Luck's 14 touchdown passes match his combined five-game totals for the past two seasons. However, his production has faded following quick starts in the past. His 76.5 QBR score through five games is actually down from 77.1 at this point last season. The key last season was that Luck had 20 carries for 135 yards through five games. Those rushes translated to 11.3 expected points added. Luck has 19 carries for 65 yards (1.1 EPA) this season.
The chart compares Luck's 2014 and 2013 production through five games, with an additional column showing stats for the team's final 11 games last season. It's been a very good start for Luck. Continuing at this pace would leave less debate over whether he belongs in that top tier -- and perhaps he could even move up in the order.
Season 2014 2013 2013
Team Game # 1-5 1-5 6-16
Comp.-Att. 147-216 97-156 246-414
Comp. Pct. 68.1 62.2 59.4
Pass Yards 1,617 1,144 2,678
TD-INT 14-6 7-2 16-7
Passer rating 100.0 94.1 84.4
Sack rate 2.6% 6.6% 4.3%
Rushes-Yards-TD 19-65-2 20-135-2 43-242-2
Pass EPA/game +5.6 +4.0 +2.1
Rush EPA/game +0.2 +2.2 +0.7
Sack EPA/game -0.5 -1.6 -1.0
Total QBR 76.5 77.1 52.8
MVP conversation: Philip Rivers, Peyton Manning, Andrew Luck, DeMarco Murray, Aaron Rodgers and J.J. Watt formed my short list of MVP candidates heading into Week 6. Where was Russell Wilson? The hosts at 710ESPN Seattle posed that question to me during a conversation they've posted on their website.
Obviously, I had him outside my top six, but Wilson needs to be in the conversation and could very well make the list when I update the rankings later in the season. Top candidates fall into a couple of categories. Some produce at such a high level statistically that their contributions must be acknowledged. Murray is in that category right now. For most, their teams depend upon them carrying a disproportionate amount of the load week after week. Wilson delivers when his team needs him to deliver. It's not his fault the Seahawks are good enough to win with defense and their running game quite a bit of the time.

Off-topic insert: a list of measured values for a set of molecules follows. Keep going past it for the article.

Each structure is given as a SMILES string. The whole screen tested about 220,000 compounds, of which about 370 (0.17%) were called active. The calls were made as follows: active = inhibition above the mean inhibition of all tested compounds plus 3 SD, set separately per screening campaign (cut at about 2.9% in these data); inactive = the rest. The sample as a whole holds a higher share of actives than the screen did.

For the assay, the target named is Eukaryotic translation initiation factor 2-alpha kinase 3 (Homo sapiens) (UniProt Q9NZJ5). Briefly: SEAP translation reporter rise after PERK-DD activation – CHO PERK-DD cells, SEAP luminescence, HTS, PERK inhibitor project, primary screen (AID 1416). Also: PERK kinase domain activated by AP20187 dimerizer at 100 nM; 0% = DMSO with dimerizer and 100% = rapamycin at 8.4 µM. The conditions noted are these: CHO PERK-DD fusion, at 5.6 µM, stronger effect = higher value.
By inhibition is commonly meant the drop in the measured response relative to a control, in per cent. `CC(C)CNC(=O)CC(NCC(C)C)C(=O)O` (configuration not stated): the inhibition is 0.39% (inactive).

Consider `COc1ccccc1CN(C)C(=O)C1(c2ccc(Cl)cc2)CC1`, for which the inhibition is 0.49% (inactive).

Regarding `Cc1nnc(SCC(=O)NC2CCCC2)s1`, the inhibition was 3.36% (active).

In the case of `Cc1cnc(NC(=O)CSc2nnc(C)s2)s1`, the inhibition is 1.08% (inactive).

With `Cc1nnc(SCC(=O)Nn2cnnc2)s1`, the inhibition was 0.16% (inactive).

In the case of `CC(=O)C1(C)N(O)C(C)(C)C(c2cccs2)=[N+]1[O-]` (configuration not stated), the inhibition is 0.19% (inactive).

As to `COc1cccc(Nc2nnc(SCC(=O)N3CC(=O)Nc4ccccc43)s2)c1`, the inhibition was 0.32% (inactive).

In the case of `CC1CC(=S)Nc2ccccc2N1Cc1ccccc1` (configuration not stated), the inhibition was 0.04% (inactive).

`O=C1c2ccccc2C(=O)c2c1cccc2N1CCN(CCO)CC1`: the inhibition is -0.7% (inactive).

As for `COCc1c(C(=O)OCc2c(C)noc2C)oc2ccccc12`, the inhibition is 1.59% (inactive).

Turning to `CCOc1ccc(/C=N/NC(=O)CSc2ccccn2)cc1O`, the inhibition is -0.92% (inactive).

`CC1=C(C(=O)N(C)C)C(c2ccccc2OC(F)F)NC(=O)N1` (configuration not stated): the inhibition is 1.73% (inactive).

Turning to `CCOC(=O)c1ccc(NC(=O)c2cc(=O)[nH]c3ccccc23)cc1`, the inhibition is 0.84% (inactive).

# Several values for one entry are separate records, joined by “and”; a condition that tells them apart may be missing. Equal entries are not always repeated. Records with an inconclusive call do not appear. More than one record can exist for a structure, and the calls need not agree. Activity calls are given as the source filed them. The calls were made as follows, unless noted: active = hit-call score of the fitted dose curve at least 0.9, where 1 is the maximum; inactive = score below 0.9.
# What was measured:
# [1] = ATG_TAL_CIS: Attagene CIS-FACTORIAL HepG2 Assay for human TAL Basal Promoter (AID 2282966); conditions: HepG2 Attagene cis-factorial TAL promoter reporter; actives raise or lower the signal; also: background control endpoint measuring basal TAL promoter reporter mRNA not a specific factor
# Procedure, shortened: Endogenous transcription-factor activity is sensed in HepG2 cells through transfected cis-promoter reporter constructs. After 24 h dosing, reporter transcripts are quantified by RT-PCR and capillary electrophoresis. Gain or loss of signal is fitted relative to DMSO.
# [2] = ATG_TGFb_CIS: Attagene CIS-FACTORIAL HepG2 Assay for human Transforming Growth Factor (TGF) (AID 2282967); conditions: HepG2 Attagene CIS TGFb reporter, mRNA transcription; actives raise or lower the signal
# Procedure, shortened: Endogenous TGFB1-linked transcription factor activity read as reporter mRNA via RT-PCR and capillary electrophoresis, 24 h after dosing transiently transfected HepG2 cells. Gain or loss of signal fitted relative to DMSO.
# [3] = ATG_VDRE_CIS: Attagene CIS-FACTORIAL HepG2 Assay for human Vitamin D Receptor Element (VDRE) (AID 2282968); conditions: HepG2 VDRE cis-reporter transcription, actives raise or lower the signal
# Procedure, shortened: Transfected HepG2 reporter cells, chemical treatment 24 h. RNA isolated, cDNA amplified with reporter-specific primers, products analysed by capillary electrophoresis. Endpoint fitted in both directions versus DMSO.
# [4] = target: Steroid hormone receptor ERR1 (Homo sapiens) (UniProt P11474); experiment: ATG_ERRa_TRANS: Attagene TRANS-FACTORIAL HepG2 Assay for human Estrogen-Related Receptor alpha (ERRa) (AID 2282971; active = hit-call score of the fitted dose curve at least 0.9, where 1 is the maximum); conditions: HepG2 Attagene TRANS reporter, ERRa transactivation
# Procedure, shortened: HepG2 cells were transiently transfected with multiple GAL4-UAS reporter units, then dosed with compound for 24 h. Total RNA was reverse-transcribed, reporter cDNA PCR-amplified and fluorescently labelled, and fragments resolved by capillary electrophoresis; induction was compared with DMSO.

Shocking Browns: Denver, San Diego, New Orleans and Philadelphia finished the 2013 season as the leading teams in offensive EPA. The bottom four teams were Jacksonville, the New York Giants, Houston and the New York Jets. Cleveland was 27th. Fast-forward to this season. The Browns, supposedly bereft of weapons while Josh Gordon serves a suspension, lead the league in that category through Week 5. They rank just ahead of New Orleans, Indianapolis, San Diego, Atlanta, Denver and Seattle.
That is impressive, but the Browns' offense has been on the field while leading an average of 14.3 plays per game, the third-lowest figure in the league (Oakland 8.0, Tampa Bay 8.7). I'd be tempted to say Cleveland is due for a course correction, but Jacksonville and Oakland are on the schedule this month. The Browns could easily be .500 or better at the midpoint.
Arians' focus: Arizona Cardinals coach Bruce Arians was about as passionate as I've seen him when he called out Denver Broncos tight end Julius Thomas for the chop-block that injured defensive end Calais Campbell. The rant was obviously genuine. It also might have served a second purpose for the Cardinals.
By speaking out so strongly, Arians changed the subject as well. There's been less focus on Arizona's 41-20 defeat or the team's daunting injury situation. The Cardinals were already playing without their starting quarterback and without a long list of key players on defense. Losing by 19 points, losing their No. 2 quarterback and losing their best defensive player (Campbell) was a downer, but with Arians going on the offensive, who had time to wallow? Upcoming games against Washington and Oakland give the Cardinals a good shot at getting back on track, even with a depleted roster.
Green still key: The Cincinnati Bengals have run the ball 58.9 percent of the time on early downs when tied or leading this season, the fourth-highest rate in the league. They were at 49.0 percent (24th) last season. The change reflects an effort to become more efficient on offense, and it could help the Bengals if receiver A.J. Green's toe injury keeps him from playing.
But even with the shift toward running the ball, the Bengals still see Green's big-play ability as the catalyst for their offense. Green finished last season with 32 receptions longer than 15 yards, the fifth-highest total in the league. He leads the team with eight this season. No other wide receiver on the team has more than two. Can the Bengals make enough big plays to win if Green is diminished or unavailable?